[cleanairuk_news] Regulation of Industiral Emissions - England & Wales differ

Network for Clean Air contact at cleanairuk.org
Tue Jan 8 11:10:00 GMT 2013

New legislation for the way in which industrial emissions are regulated in
England & Wales, came into force on January 7 2013. It will affect
industrial and waste facilities including waste incinerators. The EU's
Industrial Emissions Directive (IED) has been transposed into domestic
law, and new regulations for England and Wales now apply. Notably, the
regulation differs between England and Wales. Ineffect, the UK Government
has removed regulation for emissions from smaller industrial plant in
England while Wales has retained the regulation for smaller plant.
Decisions involving environmental affairs are one of Government which is
now part of devolved administration. The differences are beleived to
reflect the differing approach to regulation 'Red Tape' in the
administrations for England, and Wales.

The article at Let's Recycle explains the consequences of the legislation
and give the following regulatory timetable:

* Industrial emissions proposals laid in parliament
3 January 2013

*January 7 2014 - IED will apply to all existing installations

*July 7 2015 - IED will apply to existing installations operating newly
prescribed activities
has now com into forThe UK Government has enacted new

Extracts from the Let's Recycle article 'Industrial emissions proposals
laid in parliament - Final regulations drafted ahead of January 6 deadline
as Defra publishes response to consultation' (3 January 2013) are below,
and the full unedited artilce is here:

Taken from:

*Other coverage*

*Materials Recycling Weekly 'Emissions directive becomes UK law - 7
January 2013'



*Government consultation/ documents / Defra website:

All consultation documents and summary of responses

'Transposition of the industrial emissions Directive in England and Wales
Consultation start: 12 March 2012
Consultation end: 6 June 2012


Defra invited views on the transposition of the industrial emissions
Directive (2010/75/EU).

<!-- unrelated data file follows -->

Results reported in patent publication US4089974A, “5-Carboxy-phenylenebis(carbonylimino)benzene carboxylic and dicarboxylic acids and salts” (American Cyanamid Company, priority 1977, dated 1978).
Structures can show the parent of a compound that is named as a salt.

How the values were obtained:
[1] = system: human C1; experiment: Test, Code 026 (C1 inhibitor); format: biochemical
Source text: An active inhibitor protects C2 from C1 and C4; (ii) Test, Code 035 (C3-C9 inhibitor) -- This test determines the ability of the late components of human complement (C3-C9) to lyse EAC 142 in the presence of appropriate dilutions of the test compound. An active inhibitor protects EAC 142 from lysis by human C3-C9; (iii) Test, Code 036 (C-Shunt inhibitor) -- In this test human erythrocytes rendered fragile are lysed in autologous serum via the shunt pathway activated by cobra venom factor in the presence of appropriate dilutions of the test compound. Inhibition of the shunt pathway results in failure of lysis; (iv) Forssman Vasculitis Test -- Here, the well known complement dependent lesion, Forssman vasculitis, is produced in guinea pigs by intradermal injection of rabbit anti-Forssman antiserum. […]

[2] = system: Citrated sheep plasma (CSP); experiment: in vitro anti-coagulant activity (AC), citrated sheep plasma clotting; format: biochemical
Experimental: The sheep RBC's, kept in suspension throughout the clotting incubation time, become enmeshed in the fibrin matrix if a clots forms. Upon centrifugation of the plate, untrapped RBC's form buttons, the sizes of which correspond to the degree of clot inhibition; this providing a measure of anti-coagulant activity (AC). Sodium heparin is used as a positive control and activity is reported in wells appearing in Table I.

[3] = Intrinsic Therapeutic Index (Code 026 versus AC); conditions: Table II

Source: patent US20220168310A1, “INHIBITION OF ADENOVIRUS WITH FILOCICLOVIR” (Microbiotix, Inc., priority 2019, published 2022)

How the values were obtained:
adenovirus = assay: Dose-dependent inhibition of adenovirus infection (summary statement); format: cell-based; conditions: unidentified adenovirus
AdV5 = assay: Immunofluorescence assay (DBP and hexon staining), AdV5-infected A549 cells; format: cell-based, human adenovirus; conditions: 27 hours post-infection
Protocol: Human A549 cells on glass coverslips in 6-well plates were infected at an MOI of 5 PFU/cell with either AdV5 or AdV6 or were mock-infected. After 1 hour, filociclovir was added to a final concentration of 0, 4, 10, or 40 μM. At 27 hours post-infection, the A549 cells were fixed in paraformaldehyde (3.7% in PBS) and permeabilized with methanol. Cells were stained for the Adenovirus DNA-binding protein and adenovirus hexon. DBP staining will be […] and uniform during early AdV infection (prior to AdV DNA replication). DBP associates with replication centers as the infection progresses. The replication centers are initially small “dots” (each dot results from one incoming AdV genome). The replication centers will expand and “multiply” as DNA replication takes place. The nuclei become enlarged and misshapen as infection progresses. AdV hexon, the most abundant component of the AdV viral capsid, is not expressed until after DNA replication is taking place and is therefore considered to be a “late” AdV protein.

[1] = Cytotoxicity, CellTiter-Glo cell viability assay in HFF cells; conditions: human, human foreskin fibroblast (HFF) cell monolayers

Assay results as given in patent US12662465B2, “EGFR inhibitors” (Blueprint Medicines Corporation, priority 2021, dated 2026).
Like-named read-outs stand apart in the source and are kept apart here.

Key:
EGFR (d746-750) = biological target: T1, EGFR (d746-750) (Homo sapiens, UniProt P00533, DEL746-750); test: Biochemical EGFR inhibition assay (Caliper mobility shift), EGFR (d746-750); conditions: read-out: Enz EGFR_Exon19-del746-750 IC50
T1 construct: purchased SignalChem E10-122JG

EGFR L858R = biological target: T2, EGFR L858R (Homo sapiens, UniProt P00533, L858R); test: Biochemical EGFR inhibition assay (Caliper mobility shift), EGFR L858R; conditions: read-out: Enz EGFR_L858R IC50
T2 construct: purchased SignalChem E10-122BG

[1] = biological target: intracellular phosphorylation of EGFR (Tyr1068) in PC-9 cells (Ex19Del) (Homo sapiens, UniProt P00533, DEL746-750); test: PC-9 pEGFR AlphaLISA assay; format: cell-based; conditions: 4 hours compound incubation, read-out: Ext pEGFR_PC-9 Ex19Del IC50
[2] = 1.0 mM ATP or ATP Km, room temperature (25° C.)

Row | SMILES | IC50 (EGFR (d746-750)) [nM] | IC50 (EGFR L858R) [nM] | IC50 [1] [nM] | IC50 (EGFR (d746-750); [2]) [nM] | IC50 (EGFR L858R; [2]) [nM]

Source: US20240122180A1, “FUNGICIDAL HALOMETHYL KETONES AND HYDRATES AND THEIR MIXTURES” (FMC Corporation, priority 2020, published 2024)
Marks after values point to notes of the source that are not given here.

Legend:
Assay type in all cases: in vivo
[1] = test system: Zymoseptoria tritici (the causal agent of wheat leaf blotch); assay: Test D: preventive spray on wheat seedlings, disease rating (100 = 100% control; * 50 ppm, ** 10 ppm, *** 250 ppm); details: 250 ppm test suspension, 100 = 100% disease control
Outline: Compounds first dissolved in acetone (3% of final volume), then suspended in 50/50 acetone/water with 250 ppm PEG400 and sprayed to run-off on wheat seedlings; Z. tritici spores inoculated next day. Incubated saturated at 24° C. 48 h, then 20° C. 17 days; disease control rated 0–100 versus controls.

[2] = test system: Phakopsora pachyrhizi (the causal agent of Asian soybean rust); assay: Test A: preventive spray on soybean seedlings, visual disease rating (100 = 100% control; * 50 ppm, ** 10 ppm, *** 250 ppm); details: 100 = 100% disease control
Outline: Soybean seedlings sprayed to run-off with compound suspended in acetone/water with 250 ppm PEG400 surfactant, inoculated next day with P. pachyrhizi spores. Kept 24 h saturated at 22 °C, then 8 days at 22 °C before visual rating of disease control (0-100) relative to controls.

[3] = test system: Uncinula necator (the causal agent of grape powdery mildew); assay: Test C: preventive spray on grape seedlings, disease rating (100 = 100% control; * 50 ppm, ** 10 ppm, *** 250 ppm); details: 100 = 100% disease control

'This Directive “recasts” seven existing Directives: those on integrated
pollution prevention and control (IPPC), large combustion plants, waste
incineration, activities using organic solvents and three on titanium
dioxide production.

As its name indicates, the industrial emissions Directive requires a wide
range of industrial activities to be regulated so as to protect the
environment from possible harm from their emissions.

This consultation will have been of particular interest to those who
operate those industrial activities, and to those who are interested in
how those activities are regulated.

Summary of responses


*Let's Recycle article extracts*

Industrial emissions proposals laid in parliament

3 January 2013

Waste Management Defra and the Welsh Government have outlined their final
proposals for transposing the Industrial Emissions Directive into law,
following a consultation last year.

Key among the governments’ plans are: making local authorities the
regulators for all waste incineration and co-incineration activities below
a certain threshold; removing the ‘burden’ of "best available techniques"
(BATs) from smaller installations; and, encouraging regulators to press
ahead with the development of standard rules.


In the consultation Defra proposed to remove best available technique
(BAT) requirements from incineration and co-incineration installations
which are not subject to integrated pollution prevention and control
(IPPC). BAT requirements are an obligation to ensure that industrial
operators use the most cost-effective techniques to achieve a high level
of environmental protection. These facilities would have a capacity of
less than three tonnes per hour for non-hazardous waste and 10 tonnes per
day for hazardous waste.


In response to the proposals, some local authorities, which would regulate
such plants, claimed the lack of BAT requirement from these installations
would give nothing for operators to aim for or for regulators to regulate
against. However, Defra said it should be noted that “the highly
prescriptive requirements of Chapter IV manifestly provide plenty to
achieve and enforce without, as an industry respondent pointed out, the
added complexity of BAT assessments for what by definition are small

Responses to consultation

Following the consultation the Regulations laid before Parliament will
remain as drafted for England. However, “given the strength of the feeling
in consultation responses”, the Welsh Government said that the BAT
requirement will remain for installations in Wales.


Defra said the draft amended Regulations, which were modified in light of
the consultation responses, were laid before Parliament and the National
Assembly for Wales in December 2012. The guidance is expected to be
finalised in early 2013.

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